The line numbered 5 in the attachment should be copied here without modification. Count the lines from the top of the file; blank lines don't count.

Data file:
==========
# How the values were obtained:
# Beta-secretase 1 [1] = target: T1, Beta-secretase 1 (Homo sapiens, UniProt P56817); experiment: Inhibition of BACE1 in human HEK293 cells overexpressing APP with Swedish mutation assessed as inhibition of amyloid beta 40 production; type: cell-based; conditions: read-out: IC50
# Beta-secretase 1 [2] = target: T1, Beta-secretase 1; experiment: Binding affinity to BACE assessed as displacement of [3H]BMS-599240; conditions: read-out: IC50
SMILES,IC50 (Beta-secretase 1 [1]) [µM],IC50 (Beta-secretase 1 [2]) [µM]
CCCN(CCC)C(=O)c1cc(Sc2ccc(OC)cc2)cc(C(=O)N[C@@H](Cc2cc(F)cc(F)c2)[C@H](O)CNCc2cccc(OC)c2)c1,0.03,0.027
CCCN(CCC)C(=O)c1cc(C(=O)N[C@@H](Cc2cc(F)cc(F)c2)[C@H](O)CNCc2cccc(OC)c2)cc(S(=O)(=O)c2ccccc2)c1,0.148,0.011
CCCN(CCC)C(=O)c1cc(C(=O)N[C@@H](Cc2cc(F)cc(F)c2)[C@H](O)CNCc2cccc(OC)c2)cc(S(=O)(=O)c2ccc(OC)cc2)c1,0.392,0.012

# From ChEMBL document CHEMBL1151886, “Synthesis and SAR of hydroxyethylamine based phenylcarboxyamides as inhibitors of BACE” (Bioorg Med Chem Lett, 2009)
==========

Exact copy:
CCCN(CCC)C(=O)c1cc(Sc2ccc(OC)cc2)cc(C(=O)N[C@@H](Cc2cc(F)cc(F)c2)[C@H](O)CNCc2cccc(OC)c2)c1,0.03,0.027